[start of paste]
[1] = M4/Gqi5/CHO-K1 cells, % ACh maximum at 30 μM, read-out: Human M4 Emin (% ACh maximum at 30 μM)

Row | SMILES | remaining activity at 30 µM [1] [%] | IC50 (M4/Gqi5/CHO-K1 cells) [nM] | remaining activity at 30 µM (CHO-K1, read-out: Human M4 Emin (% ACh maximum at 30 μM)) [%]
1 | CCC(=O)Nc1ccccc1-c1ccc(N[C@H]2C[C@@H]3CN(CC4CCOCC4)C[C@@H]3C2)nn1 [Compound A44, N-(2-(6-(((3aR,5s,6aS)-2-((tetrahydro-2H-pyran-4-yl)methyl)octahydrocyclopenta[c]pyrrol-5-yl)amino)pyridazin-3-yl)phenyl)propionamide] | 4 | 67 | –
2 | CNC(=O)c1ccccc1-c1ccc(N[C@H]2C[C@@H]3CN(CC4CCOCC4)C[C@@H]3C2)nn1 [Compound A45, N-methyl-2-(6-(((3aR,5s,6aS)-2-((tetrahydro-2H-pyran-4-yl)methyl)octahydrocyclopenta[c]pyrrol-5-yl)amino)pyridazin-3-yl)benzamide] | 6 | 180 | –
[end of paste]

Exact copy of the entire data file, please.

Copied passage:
[1] = M4/Gqi5/CHO-K1 cells, % ACh maximum at 30 μM, read-out: Human M4 Emin (% ACh maximum at 30 μM)

Row | SMILES | remaining activity at 30 µM [1] [%] | IC50 (M4/Gqi5/CHO-K1 cells) [nM] | remaining activity at 30 µM (CHO-K1, read-out: Human M4 Emin (% ACh maximum at 30 μM)) [%]
1 | CCC(=O)Nc1ccccc1-c1ccc(N[C@H]2C[C@@H]3CN(CC4CCOCC4)C[C@@H]3C2)nn1 [Compound A44, N-(2-(6-(((3aR,5s,6aS)-2-((tetrahydro-2H-pyran-4-yl)methyl)octahydrocyclopenta[c]pyrrol-5-yl)amino)pyridazin-3-yl)phenyl)propionamide] | 4 | 67 | –
2 | CNC(=O)c1ccccc1-c1ccc(N[C@H]2C[C@@H]3CN(CC4CCOCC4)C[C@@H]3C2)nn1 [Compound A45, N-methyl-2-(6-(((3aR,5s,6aS)-2-((tetrahydro-2H-pyran-4-yl)methyl)octahydrocyclopenta[c]pyrrol-5-yl)amino)pyridazin-3-yl)benzamide] | 6 | 180 | –